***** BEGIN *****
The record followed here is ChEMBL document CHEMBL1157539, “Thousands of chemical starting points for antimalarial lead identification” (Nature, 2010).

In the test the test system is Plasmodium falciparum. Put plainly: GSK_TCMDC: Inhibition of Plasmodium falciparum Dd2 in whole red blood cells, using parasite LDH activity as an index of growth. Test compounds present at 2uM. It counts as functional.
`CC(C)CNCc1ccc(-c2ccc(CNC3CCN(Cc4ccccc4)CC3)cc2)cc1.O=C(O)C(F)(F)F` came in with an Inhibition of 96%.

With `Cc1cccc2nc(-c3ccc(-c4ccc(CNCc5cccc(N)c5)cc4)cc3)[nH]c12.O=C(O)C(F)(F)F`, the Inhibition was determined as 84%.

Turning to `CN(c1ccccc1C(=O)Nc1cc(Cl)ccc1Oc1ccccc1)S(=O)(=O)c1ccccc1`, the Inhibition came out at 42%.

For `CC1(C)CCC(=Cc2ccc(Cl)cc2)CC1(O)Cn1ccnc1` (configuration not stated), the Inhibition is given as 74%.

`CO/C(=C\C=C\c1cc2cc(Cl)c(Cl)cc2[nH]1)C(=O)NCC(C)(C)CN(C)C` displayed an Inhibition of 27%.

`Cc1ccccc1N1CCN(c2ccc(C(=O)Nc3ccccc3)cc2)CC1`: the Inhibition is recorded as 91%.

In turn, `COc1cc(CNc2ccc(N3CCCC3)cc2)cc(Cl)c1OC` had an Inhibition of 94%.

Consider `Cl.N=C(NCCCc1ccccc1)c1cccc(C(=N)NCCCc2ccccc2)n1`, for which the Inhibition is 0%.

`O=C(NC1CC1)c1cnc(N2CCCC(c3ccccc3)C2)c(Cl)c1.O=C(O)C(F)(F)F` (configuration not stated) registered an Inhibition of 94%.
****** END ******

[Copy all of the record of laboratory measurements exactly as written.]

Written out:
The record followed here is ChEMBL document CHEMBL1157539, “Thousands of chemical starting points for antimalarial lead identification” (Nature, 2010).

In the test the test system is Plasmodium falciparum. Put plainly: GSK_TCMDC: Inhibition of Plasmodium falciparum Dd2 in whole red blood cells, using parasite LDH activity as an index of growth. Test compounds present at 2uM. It counts as functional.
`CC(C)CNCc1ccc(-c2ccc(CNC3CCN(Cc4ccccc4)CC3)cc2)cc1.O=C(O)C(F)(F)F` came in with an Inhibition of 96%.

With `Cc1cccc2nc(-c3ccc(-c4ccc(CNCc5cccc(N)c5)cc4)cc3)[nH]c12.O=C(O)C(F)(F)F`, the Inhibition was determined as 84%.

Turning to `CN(c1ccccc1C(=O)Nc1cc(Cl)ccc1Oc1ccccc1)S(=O)(=O)c1ccccc1`, the Inhibition came out at 42%.

For `CC1(C)CCC(=Cc2ccc(Cl)cc2)CC1(O)Cn1ccnc1` (configuration not stated), the Inhibition is given as 74%.

`CO/C(=C\C=C\c1cc2cc(Cl)c(Cl)cc2[nH]1)C(=O)NCC(C)(C)CN(C)C` displayed an Inhibition of 27%.

`Cc1ccccc1N1CCN(c2ccc(C(=O)Nc3ccccc3)cc2)CC1`: the Inhibition is recorded as 91%.

In turn, `COc1cc(CNc2ccc(N3CCCC3)cc2)cc(Cl)c1OC` had an Inhibition of 94%.

Consider `Cl.N=C(NCCCc1ccccc1)c1cccc(C(=N)NCCCc2ccccc2)n1`, for which the Inhibition is 0%.

`O=C(NC1CC1)c1cnc(N2CCCC(c3ccccc3)C2)c(Cl)c1.O=C(O)C(F)(F)F` (configuration not stated) registered an Inhibition of 94%.